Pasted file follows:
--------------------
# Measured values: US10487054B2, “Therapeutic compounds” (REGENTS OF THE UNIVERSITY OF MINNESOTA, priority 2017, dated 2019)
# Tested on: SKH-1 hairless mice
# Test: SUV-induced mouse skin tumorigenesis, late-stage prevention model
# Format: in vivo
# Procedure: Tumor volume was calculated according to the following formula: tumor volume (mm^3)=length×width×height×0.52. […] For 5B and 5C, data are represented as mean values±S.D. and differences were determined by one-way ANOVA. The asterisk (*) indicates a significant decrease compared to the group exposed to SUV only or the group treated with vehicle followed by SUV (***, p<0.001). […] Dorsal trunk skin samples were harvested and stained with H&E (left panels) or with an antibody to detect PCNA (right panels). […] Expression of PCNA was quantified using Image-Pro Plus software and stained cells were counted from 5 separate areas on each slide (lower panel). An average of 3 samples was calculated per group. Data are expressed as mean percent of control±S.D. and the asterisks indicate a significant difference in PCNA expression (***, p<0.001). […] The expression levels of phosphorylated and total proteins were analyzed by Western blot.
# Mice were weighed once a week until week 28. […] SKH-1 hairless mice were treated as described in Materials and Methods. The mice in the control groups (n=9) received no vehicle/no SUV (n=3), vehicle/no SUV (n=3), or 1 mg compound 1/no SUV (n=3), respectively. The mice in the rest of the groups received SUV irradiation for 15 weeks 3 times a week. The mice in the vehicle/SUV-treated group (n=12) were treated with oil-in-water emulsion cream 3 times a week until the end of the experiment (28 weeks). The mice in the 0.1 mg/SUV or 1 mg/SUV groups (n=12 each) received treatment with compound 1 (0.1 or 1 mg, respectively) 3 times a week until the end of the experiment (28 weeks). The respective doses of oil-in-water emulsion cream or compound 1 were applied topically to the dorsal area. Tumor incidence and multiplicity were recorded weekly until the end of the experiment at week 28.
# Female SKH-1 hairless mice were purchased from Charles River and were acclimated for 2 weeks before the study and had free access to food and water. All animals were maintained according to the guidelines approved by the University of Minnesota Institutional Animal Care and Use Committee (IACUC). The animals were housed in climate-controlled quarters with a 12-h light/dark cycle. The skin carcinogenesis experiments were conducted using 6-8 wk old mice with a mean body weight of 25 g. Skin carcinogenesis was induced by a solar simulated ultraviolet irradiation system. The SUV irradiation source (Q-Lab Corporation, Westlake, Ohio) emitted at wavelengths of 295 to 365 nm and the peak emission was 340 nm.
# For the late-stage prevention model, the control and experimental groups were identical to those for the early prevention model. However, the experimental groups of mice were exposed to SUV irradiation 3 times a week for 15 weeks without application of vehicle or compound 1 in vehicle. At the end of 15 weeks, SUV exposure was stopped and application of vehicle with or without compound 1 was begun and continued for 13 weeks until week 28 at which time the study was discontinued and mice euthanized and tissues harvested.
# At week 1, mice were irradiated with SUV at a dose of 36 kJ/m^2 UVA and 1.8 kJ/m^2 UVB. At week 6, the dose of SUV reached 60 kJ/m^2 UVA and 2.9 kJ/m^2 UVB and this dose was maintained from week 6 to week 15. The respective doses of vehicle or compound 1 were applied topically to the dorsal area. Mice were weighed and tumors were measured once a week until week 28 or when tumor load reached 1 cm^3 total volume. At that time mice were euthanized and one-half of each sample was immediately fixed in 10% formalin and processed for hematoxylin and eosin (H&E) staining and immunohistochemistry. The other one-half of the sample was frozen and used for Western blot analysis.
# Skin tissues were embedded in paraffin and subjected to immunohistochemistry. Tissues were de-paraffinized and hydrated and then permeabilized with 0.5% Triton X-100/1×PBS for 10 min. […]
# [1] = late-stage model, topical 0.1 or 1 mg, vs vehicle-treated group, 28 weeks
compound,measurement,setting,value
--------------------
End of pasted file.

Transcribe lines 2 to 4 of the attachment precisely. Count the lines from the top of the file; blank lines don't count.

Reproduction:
# Tested on: SKH-1 hairless mice
# Test: SUV-induced mouse skin tumorigenesis, late-stage prevention model
# Format: in vivo